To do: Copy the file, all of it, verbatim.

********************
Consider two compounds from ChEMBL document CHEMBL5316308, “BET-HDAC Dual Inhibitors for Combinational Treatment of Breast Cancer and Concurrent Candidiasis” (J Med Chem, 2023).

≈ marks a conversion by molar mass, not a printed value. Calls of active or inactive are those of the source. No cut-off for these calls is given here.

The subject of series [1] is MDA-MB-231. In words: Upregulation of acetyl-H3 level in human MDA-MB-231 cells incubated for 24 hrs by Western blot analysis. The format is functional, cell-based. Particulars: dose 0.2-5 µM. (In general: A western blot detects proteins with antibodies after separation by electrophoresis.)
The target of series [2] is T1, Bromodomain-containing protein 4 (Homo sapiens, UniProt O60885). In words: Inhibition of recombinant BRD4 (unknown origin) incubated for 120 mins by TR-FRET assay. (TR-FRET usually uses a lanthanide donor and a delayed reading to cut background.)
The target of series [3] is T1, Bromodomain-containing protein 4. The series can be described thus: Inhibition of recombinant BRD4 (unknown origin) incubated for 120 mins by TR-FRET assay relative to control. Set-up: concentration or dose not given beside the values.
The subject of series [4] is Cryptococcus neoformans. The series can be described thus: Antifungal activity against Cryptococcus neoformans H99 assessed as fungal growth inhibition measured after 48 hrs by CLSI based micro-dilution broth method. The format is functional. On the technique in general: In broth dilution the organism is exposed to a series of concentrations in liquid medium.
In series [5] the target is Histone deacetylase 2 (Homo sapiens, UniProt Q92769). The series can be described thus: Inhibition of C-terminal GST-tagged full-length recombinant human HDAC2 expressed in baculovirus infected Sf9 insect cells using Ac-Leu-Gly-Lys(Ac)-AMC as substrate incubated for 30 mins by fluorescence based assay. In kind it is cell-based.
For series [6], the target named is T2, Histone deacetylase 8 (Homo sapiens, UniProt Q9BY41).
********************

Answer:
Consider two compounds from ChEMBL document CHEMBL5316308, “BET-HDAC Dual Inhibitors for Combinational Treatment of Breast Cancer and Concurrent Candidiasis” (J Med Chem, 2023).

≈ marks a conversion by molar mass, not a printed value. Calls of active or inactive are those of the source. No cut-off for these calls is given here.

The subject of series [1] is MDA-MB-231. In words: Upregulation of acetyl-H3 level in human MDA-MB-231 cells incubated for 24 hrs by Western blot analysis. The format is functional, cell-based. Particulars: dose 0.2-5 µM. (In general: A western blot detects proteins with antibodies after separation by electrophoresis.)
The target of series [2] is T1, Bromodomain-containing protein 4 (Homo sapiens, UniProt O60885). In words: Inhibition of recombinant BRD4 (unknown origin) incubated for 120 mins by TR-FRET assay. (TR-FRET usually uses a lanthanide donor and a delayed reading to cut background.)
The target of series [3] is T1, Bromodomain-containing protein 4. The series can be described thus: Inhibition of recombinant BRD4 (unknown origin) incubated for 120 mins by TR-FRET assay relative to control. Set-up: concentration or dose not given beside the values.
The subject of series [4] is Cryptococcus neoformans. The series can be described thus: Antifungal activity against Cryptococcus neoformans H99 assessed as fungal growth inhibition measured after 48 hrs by CLSI based micro-dilution broth method. The format is functional. On the technique in general: In broth dilution the organism is exposed to a series of concentrations in liquid medium.
In series [5] the target is Histone deacetylase 2 (Homo sapiens, UniProt Q92769). The series can be described thus: Inhibition of C-terminal GST-tagged full-length recombinant human HDAC2 expressed in baculovirus infected Sf9 insect cells using Ac-Leu-Gly-Lys(Ac)-AMC as substrate incubated for 30 mins by fluorescence based assay. In kind it is cell-based.
For series [6], the target named is T2, Histone deacetylase 8 (Homo sapiens, UniProt Q9BY41).